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About 3 weeks ago we bought our Kitten Missy. She's very playful, and we find it hard to get her to know when it's hurting when she bites or scratches. We decided to buy her a playmate.

We brought scoobie into the family yesterday. Missy is 12 weeks, scoobie is around 9 weeks and is quite a bit smaller. We didn't Introduce them as she should of (our mistake).

They seem okay together, as they sleep next to each other and they eat together. But missy is overally playful and won't leave scoobie alone when he doesn't want to play. I don't know if Missy is trying to fight or trying to play?

She uses her back legs and kicks scoobie, which Is when we have to break it up, as he makes noises at her. Not in a squeal, but a "get off me" noise, and missy just doesn't understand. She doesn't know when to stop or to calm down.

Is there anything we can do so she can understand when she's being to rough? Should we separate them more? Scoobie is a very loving and playful cat, but he doesn't quite no how to stand up to Missy, so he lies on the floor most of the time with Missy kickin and biting him!

I don't interfere when they are chasing each other or play fighting. But when Scoobie makes the noises, I don't know if she's in pain or warning Missy?

Please help! I'm happy she has a playmate, but I don't want her to hurt him!

  • We didn't Introduce them as she should of (our mistake) what do you mean by that? Sounds like pretty normal cat behaviour. You haven't had them for long it should settle down. Are you getting them desexed? – Yvette Colomb Jul 10 '17 at 3:39
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I think this is just play behaviour, but it's getting a little rough for Scoobie. If there is hissing and then jumping on each other and having their hair spiked that's when you should stop them. But if they kick each other and follow each other it's probably just playing. You could try to seperate them and leave their contact to be only behind doors, but I'd suggest it better for you (if you have a big space in your house) to let both roam freely but with supervision, as they are still young. If you notice things are getting too rough first watch, kittens usually stop when the other tell it, that it's getting too much. But if they don't stop don't put your hands in the middle of them, that way you'll only get hurt, instead spray them with a water bottle and then seperate them. Have them have a nice time together by giving them both treats in the same room. And it's better if you trim their nails a little with a cat's nail cutters.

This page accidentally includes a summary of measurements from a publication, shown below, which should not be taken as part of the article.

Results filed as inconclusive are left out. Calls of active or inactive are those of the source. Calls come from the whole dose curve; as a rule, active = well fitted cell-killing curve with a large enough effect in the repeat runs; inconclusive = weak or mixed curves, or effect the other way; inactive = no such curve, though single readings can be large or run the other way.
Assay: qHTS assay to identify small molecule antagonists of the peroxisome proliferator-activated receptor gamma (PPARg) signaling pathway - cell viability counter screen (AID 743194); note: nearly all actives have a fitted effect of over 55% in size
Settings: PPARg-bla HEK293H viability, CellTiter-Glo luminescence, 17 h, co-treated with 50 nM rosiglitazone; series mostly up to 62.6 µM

• Btw I'd like to see a picture of them, that way I get to know which breed you are talking about, because some breeds are just nicer than others, it makes it easier to expect positive or negative results. – toothless199 Jul 8 '17 at 9:50
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If the kittens are not actually hurting each other, it's best to let them fight it out. If you are concerned about Missy being too aggressive, it may be the case that they need more stimulation. Play with Missy more, buy her more toys, make sure they have scratching trees, add catnip to her toys if she seems disinterested. Possibly take her out on a leash to play outside if none of these work.

If she seems like she is actually hurting Scoobie (fur flying, blood drawn, screeching) you should most definitely seperate them for a few weeks. Then reintroduce them as if they're new cats, slowly.